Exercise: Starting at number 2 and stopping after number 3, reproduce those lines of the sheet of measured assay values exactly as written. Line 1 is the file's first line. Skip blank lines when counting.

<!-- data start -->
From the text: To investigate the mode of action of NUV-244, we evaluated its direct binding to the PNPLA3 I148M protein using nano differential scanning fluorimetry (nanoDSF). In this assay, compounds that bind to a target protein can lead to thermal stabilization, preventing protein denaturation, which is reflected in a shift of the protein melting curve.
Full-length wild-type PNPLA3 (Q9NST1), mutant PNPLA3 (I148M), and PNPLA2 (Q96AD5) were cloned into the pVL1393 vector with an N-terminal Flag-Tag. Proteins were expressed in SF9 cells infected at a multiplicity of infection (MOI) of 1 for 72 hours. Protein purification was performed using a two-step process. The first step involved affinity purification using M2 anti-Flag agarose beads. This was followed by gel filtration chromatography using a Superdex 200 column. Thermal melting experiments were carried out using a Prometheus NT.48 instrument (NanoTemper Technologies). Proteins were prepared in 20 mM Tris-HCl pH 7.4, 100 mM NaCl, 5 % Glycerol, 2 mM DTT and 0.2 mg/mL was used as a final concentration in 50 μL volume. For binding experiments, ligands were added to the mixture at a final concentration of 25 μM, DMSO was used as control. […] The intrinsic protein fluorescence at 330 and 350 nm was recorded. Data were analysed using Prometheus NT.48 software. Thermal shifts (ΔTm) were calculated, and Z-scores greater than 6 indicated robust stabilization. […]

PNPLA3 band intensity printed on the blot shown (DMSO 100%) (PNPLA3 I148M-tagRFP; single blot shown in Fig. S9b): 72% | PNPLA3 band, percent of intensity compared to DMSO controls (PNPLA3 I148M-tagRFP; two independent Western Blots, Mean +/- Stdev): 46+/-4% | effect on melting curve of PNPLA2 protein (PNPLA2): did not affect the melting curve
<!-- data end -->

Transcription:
Full-length wild-type PNPLA3 (Q9NST1), mutant PNPLA3 (I148M), and PNPLA2 (Q96AD5) were cloned into the pVL1393 vector with an N-terminal Flag-Tag. Proteins were expressed in SF9 cells infected at a multiplicity of infection (MOI) of 1 for 72 hours. Protein purification was performed using a two-step process. The first step involved affinity purification using M2 anti-Flag agarose beads. This was followed by gel filtration chromatography using a Superdex 200 column. Thermal melting experiments were carried out using a Prometheus NT.48 instrument (NanoTemper Technologies). Proteins were prepared in 20 mM Tris-HCl pH 7.4, 100 mM NaCl, 5 % Glycerol, 2 mM DTT and 0.2 mg/mL was used as a final concentration in 50 μL volume. For binding experiments, ligands were added to the mixture at a final concentration of 25 μM, DMSO was used as control. […] The intrinsic protein fluorescence at 330 and 350 nm was recorded. Data were analysed using Prometheus NT.48 software. Thermal shifts (ΔTm) were calculated, and Z-scores greater than 6 indicated robust stabilization. […]

PNPLA3 band intensity printed on the blot shown (DMSO 100%) (PNPLA3 I148M-tagRFP; single blot shown in Fig. S9b): 72% | PNPLA3 band, percent of intensity compared to DMSO controls (PNPLA3 I148M-tagRFP; two independent Western Blots, Mean +/- Stdev): 46+/-4% | effect on melting curve of PNPLA2 protein (PNPLA2): did not affect the melting curve